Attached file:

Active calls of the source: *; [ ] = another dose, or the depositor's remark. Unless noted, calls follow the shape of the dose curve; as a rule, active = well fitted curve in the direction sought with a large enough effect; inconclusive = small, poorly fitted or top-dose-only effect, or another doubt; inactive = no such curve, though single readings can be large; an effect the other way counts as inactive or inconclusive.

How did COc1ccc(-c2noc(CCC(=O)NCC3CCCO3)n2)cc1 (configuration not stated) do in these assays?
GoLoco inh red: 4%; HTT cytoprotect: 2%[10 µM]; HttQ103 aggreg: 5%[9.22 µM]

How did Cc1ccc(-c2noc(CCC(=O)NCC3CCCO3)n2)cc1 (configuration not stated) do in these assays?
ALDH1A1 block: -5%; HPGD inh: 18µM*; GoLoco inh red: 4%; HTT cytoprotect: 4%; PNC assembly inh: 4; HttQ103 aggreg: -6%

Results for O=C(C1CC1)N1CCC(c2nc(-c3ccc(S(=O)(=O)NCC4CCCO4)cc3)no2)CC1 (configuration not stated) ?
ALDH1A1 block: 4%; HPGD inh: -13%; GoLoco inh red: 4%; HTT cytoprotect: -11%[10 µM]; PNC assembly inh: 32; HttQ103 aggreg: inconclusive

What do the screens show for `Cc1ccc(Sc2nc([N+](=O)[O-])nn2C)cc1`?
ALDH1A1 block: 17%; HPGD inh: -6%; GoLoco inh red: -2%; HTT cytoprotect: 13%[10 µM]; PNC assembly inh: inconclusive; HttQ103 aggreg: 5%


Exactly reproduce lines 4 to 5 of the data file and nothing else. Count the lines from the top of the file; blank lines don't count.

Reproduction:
How did Cc1ccc(-c2noc(CCC(=O)NCC3CCCO3)n2)cc1 (configuration not stated) do in these assays?
ALDH1A1 block: -5%; HPGD inh: 18µM*; GoLoco inh red: 4%; HTT cytoprotect: 4%; PNC assembly inh: 4; HttQ103 aggreg: -6%